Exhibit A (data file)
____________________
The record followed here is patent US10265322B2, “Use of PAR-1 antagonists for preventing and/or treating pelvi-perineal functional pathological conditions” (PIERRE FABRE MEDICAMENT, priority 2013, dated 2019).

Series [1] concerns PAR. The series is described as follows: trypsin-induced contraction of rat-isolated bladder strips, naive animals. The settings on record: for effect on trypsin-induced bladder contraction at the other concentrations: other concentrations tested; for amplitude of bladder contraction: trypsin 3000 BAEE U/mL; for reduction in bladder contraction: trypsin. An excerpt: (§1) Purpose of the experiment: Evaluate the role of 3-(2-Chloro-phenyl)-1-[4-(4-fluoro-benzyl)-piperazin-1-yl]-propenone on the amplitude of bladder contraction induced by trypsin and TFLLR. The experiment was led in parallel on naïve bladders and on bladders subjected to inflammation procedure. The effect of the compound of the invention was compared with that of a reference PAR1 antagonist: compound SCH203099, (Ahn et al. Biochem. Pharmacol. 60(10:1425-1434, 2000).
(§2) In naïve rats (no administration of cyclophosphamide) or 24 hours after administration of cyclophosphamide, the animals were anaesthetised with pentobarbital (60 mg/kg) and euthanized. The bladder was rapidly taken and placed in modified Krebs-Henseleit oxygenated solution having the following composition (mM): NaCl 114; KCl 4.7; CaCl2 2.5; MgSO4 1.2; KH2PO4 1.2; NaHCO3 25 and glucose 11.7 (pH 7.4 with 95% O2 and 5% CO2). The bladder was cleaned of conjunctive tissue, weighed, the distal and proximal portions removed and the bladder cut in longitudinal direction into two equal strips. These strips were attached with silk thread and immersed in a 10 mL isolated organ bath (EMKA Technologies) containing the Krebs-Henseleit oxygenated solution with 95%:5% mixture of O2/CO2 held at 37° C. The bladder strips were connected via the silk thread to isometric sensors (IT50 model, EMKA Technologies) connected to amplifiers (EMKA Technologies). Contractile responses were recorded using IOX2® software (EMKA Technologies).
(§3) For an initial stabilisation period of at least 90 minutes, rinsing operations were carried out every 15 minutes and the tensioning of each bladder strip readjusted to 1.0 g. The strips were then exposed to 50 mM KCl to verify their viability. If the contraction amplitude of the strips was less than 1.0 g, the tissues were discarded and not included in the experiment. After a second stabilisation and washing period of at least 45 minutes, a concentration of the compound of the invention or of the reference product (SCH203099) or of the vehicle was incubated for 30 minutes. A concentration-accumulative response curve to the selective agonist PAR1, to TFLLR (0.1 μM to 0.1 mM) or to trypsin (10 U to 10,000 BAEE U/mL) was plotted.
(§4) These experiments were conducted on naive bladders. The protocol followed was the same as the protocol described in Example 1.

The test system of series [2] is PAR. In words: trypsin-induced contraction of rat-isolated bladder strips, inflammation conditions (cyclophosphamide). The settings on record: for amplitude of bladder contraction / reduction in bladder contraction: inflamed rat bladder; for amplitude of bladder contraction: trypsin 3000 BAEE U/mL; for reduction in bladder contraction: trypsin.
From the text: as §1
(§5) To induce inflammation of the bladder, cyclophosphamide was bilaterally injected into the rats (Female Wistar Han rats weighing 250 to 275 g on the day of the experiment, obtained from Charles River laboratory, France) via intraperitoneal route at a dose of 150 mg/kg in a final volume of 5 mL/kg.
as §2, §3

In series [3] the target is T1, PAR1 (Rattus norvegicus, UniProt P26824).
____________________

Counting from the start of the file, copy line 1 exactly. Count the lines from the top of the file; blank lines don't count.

The record followed here is patent US10265322B2, “Use of PAR-1 antagonists for preventing and/or treating pelvi-perineal functional pathological conditions” (PIERRE FABRE MEDICAMENT, priority 2013, dated 2019).